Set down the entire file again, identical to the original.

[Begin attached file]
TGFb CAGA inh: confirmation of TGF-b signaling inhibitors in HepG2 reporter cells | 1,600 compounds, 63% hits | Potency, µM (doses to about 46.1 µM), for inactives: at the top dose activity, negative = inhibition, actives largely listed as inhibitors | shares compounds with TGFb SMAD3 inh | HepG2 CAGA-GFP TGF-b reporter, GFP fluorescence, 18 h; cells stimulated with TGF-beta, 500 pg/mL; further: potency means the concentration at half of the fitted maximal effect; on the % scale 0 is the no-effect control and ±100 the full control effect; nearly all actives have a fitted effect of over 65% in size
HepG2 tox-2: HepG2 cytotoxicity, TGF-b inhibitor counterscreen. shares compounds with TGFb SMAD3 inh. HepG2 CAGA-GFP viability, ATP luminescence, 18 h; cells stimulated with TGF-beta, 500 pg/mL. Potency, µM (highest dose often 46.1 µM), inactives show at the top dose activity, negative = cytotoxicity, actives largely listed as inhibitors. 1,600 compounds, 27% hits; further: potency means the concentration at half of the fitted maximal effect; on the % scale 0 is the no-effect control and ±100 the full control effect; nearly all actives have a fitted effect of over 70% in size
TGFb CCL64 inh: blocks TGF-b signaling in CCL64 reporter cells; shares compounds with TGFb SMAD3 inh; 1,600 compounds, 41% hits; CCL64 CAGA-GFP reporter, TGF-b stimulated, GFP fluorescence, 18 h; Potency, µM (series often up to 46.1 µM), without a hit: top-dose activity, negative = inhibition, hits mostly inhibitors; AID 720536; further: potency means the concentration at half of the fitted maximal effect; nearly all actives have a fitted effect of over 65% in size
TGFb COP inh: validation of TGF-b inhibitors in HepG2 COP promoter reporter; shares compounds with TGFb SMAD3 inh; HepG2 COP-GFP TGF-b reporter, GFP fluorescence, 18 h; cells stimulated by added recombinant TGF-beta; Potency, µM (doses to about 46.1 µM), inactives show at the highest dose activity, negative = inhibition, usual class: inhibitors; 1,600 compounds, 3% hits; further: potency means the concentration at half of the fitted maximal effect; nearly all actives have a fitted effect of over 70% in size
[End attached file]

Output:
TGFb CAGA inh: confirmation of TGF-b signaling inhibitors in HepG2 reporter cells | 1,600 compounds, 63% hits | Potency, µM (doses to about 46.1 µM), for inactives: at the top dose activity, negative = inhibition, actives largely listed as inhibitors | shares compounds with TGFb SMAD3 inh | HepG2 CAGA-GFP TGF-b reporter, GFP fluorescence, 18 h; cells stimulated with TGF-beta, 500 pg/mL; further: potency means the concentration at half of the fitted maximal effect; on the % scale 0 is the no-effect control and ±100 the full control effect; nearly all actives have a fitted effect of over 65% in size
HepG2 tox-2: HepG2 cytotoxicity, TGF-b inhibitor counterscreen. shares compounds with TGFb SMAD3 inh. HepG2 CAGA-GFP viability, ATP luminescence, 18 h; cells stimulated with TGF-beta, 500 pg/mL. Potency, µM (highest dose often 46.1 µM), inactives show at the top dose activity, negative = cytotoxicity, actives largely listed as inhibitors. 1,600 compounds, 27% hits; further: potency means the concentration at half of the fitted maximal effect; on the % scale 0 is the no-effect control and ±100 the full control effect; nearly all actives have a fitted effect of over 70% in size
TGFb CCL64 inh: blocks TGF-b signaling in CCL64 reporter cells; shares compounds with TGFb SMAD3 inh; 1,600 compounds, 41% hits; CCL64 CAGA-GFP reporter, TGF-b stimulated, GFP fluorescence, 18 h; Potency, µM (series often up to 46.1 µM), without a hit: top-dose activity, negative = inhibition, hits mostly inhibitors; AID 720536; further: potency means the concentration at half of the fitted maximal effect; nearly all actives have a fitted effect of over 65% in size
TGFb COP inh: validation of TGF-b inhibitors in HepG2 COP promoter reporter; shares compounds with TGFb SMAD3 inh; HepG2 COP-GFP TGF-b reporter, GFP fluorescence, 18 h; cells stimulated by added recombinant TGF-beta; Potency, µM (doses to about 46.1 µM), inactives show at the highest dose activity, negative = inhibition, usual class: inhibitors; 1,600 compounds, 3% hits; further: potency means the concentration at half of the fitted maximal effect; nearly all actives have a fitted effect of over 70% in size